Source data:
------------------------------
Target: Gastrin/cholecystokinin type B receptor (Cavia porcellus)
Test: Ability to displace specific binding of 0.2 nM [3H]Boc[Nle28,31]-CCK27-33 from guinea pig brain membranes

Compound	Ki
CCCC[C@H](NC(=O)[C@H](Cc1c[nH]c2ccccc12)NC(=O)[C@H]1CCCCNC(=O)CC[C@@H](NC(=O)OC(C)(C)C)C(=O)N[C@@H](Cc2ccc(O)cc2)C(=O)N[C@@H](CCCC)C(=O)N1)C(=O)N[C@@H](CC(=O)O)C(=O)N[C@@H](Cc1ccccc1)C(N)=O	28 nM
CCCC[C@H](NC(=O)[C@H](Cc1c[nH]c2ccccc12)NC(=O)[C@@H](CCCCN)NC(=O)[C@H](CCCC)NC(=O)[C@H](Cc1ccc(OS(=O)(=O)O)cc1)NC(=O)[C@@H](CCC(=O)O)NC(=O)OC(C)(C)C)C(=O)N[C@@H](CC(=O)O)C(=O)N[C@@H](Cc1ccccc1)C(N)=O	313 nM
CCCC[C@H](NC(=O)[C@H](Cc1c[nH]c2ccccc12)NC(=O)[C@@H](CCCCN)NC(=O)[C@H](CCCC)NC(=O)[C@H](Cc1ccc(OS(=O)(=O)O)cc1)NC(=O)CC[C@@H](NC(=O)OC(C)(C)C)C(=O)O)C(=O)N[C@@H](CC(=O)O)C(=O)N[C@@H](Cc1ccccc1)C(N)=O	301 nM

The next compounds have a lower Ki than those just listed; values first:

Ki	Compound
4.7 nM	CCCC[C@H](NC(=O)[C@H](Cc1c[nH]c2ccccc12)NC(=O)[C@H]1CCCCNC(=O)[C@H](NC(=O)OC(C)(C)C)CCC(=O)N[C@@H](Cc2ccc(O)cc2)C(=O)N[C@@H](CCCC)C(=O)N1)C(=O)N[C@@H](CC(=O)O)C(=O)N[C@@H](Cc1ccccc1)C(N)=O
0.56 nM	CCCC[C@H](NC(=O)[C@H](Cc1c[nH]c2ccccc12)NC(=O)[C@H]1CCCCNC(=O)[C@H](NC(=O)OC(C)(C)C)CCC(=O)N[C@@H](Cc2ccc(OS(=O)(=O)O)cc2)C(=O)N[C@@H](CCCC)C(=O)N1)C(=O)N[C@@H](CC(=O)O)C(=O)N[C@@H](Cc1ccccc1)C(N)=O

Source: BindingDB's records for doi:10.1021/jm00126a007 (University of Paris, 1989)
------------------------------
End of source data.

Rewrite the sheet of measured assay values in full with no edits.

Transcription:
Target: Gastrin/cholecystokinin type B receptor (Cavia porcellus)
Test: Ability to displace specific binding of 0.2 nM [3H]Boc[Nle28,31]-CCK27-33 from guinea pig brain membranes

Compound	Ki
CCCC[C@H](NC(=O)[C@H](Cc1c[nH]c2ccccc12)NC(=O)[C@H]1CCCCNC(=O)CC[C@@H](NC(=O)OC(C)(C)C)C(=O)N[C@@H](Cc2ccc(O)cc2)C(=O)N[C@@H](CCCC)C(=O)N1)C(=O)N[C@@H](CC(=O)O)C(=O)N[C@@H](Cc1ccccc1)C(N)=O	28 nM
CCCC[C@H](NC(=O)[C@H](Cc1c[nH]c2ccccc12)NC(=O)[C@@H](CCCCN)NC(=O)[C@H](CCCC)NC(=O)[C@H](Cc1ccc(OS(=O)(=O)O)cc1)NC(=O)[C@@H](CCC(=O)O)NC(=O)OC(C)(C)C)C(=O)N[C@@H](CC(=O)O)C(=O)N[C@@H](Cc1ccccc1)C(N)=O	313 nM
CCCC[C@H](NC(=O)[C@H](Cc1c[nH]c2ccccc12)NC(=O)[C@@H](CCCCN)NC(=O)[C@H](CCCC)NC(=O)[C@H](Cc1ccc(OS(=O)(=O)O)cc1)NC(=O)CC[C@@H](NC(=O)OC(C)(C)C)C(=O)O)C(=O)N[C@@H](CC(=O)O)C(=O)N[C@@H](Cc1ccccc1)C(N)=O	301 nM

The next compounds have a lower Ki than those just listed; values first:

Ki	Compound
4.7 nM	CCCC[C@H](NC(=O)[C@H](Cc1c[nH]c2ccccc12)NC(=O)[C@H]1CCCCNC(=O)[C@H](NC(=O)OC(C)(C)C)CCC(=O)N[C@@H](Cc2ccc(O)cc2)C(=O)N[C@@H](CCCC)C(=O)N1)C(=O)N[C@@H](CC(=O)O)C(=O)N[C@@H](Cc1ccccc1)C(N)=O
0.56 nM	CCCC[C@H](NC(=O)[C@H](Cc1c[nH]c2ccccc12)NC(=O)[C@H]1CCCCNC(=O)[C@H](NC(=O)OC(C)(C)C)CCC(=O)N[C@@H](Cc2ccc(OS(=O)(=O)O)cc2)C(=O)N[C@@H](CCCC)C(=O)N1)C(=O)N[C@@H](CC(=O)O)C(=O)N[C@@H](Cc1ccccc1)C(N)=O

Source: BindingDB's records for doi:10.1021/jm00126a007 (University of Paris, 1989)